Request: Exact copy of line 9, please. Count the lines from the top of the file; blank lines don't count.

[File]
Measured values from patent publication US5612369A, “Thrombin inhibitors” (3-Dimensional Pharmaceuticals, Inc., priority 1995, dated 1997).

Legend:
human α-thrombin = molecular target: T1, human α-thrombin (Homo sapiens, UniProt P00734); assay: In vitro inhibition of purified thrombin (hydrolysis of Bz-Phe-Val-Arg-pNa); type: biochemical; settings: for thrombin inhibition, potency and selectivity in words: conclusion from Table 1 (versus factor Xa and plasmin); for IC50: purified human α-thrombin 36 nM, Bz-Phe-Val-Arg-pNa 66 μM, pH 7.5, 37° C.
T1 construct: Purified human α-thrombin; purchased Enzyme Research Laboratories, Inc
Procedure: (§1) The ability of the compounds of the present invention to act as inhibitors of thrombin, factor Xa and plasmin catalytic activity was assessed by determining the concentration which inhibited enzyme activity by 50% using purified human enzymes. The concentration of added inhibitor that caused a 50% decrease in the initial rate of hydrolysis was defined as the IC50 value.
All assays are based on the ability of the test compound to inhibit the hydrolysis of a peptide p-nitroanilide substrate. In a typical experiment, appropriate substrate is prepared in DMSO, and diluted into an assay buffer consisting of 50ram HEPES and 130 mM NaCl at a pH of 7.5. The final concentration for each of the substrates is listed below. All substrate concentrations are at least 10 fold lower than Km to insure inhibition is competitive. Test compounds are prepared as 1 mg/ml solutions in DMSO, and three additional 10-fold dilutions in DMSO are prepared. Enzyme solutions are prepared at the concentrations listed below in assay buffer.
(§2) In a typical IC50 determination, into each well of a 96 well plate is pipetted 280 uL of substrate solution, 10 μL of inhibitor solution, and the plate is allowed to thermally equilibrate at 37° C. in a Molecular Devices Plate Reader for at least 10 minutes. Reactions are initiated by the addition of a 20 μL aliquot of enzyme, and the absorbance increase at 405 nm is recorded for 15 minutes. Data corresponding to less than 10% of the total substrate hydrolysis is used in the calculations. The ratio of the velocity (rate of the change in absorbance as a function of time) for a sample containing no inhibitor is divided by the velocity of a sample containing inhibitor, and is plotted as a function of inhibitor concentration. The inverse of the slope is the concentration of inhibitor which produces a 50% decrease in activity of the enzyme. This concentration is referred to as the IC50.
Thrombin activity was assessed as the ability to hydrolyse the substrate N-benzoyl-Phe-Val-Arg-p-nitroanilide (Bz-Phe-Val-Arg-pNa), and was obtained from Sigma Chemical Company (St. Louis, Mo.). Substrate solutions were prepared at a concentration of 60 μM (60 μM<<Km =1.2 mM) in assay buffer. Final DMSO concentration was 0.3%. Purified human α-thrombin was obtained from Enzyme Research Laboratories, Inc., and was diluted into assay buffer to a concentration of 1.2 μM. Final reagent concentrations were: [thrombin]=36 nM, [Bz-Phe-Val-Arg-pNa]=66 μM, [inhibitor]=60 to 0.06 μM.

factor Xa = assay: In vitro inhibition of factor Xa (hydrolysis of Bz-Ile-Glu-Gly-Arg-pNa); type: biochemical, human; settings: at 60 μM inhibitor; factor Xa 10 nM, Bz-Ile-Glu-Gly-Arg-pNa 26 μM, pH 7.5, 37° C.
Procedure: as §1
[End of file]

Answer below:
factor Xa = assay: In vitro inhibition of factor Xa (hydrolysis of Bz-Ile-Glu-Gly-Arg-pNa); type: biochemical, human; settings: at 60 μM inhibitor; factor Xa 10 nM, Bz-Ile-Glu-Gly-Arg-pNa 26 μM, pH 7.5, 37° C.